The CPU 10 stores the calculated present-time learning value (LV) in the RAM 11B (step S63). Then, the CPU 10 reads the initial learning value (PL), which is obtained at the time of manufacture, from the flash memory 11A and compares it with the learning value (LV) (step S64). The CPU 10 determines whether a difference between the values is not higher than a specified value (within tolerance or out of tolerance). If the difference falls within tolerance, the CPU 10 maintains the initial learning value (PL) as it is. The CPU 10 executes servo compensation in a tracking operation using a learning value stored in the RAM 11B (step S65).

When the difference goes out of tolerance, the CPU 10 determines that the calculated learning value (LV) is proper because disk runout varies after the manufacture and then updates the initial learning value (PL) (step S66). More specifically, the CPU 10 rewrites the learning value (LV), which is calculated for each head at the present time, as a new initial learning value (PL) stored in the flash memory 11A.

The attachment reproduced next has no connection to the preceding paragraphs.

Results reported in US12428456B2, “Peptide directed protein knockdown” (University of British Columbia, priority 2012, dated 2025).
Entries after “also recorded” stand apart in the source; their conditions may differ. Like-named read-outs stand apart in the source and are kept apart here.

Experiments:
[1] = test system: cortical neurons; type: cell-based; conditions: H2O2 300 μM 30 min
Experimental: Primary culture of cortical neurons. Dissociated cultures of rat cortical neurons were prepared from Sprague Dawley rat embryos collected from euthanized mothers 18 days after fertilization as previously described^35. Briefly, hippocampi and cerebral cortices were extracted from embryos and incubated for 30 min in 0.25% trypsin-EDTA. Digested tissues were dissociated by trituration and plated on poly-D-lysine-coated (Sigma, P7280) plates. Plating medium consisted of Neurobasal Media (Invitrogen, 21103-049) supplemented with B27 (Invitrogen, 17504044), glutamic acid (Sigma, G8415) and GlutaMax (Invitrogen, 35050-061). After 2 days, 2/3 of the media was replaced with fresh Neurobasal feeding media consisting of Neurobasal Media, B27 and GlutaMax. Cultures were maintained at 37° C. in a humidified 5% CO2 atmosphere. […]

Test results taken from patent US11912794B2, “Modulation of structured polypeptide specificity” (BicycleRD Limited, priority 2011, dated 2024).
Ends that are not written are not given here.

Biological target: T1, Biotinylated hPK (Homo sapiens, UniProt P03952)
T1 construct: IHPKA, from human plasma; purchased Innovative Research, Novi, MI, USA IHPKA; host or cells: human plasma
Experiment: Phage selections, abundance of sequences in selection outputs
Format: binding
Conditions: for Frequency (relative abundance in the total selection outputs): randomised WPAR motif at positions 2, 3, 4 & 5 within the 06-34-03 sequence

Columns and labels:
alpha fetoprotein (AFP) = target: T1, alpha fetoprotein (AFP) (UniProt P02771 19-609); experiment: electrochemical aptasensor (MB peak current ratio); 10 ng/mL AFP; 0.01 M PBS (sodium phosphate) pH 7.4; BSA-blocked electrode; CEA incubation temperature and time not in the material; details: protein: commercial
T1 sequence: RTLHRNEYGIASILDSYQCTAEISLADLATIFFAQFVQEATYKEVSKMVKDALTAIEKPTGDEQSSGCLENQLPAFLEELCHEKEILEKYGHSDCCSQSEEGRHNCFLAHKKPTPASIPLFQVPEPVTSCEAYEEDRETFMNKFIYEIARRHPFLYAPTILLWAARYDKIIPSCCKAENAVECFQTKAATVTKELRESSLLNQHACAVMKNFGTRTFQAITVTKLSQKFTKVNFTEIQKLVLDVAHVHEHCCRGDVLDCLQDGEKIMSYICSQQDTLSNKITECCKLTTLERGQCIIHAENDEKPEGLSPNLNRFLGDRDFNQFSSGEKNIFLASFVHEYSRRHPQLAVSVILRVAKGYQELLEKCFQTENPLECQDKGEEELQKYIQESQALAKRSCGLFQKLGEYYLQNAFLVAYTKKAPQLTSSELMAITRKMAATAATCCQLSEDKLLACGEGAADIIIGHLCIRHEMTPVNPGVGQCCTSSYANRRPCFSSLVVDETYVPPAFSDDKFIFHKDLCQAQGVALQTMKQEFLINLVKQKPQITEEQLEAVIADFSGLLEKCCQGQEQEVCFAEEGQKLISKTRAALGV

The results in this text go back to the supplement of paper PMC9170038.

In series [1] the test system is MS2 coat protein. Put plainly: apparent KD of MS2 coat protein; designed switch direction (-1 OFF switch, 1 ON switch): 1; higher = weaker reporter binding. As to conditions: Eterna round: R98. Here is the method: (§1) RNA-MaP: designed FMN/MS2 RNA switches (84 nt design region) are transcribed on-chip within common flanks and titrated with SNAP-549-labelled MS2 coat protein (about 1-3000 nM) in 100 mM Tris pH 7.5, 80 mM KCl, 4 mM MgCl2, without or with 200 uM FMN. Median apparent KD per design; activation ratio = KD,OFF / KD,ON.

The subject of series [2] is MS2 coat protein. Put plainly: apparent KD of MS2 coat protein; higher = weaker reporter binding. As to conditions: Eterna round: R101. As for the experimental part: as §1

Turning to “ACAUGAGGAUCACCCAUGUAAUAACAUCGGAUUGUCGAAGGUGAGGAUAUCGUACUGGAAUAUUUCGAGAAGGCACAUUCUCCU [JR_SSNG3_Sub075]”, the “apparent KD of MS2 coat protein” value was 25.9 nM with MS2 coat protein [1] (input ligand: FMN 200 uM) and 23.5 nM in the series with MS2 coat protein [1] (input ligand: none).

According to the fourth embodiment described above, in the update mode, the CPU determines whether the initial learning value (PL) is valid or not by comparing the learning value (LV) calculated by the learning operation at the present time and the initial learning value (PL). If a determination result goes out of tolerance and the initial learning value is not valid, it is updated using the present-time learning value (LV). Consequently, a proper initial learning value can always be maintained by appropriately updating the initial learning value, which is set during the manufacture, with the passage of time.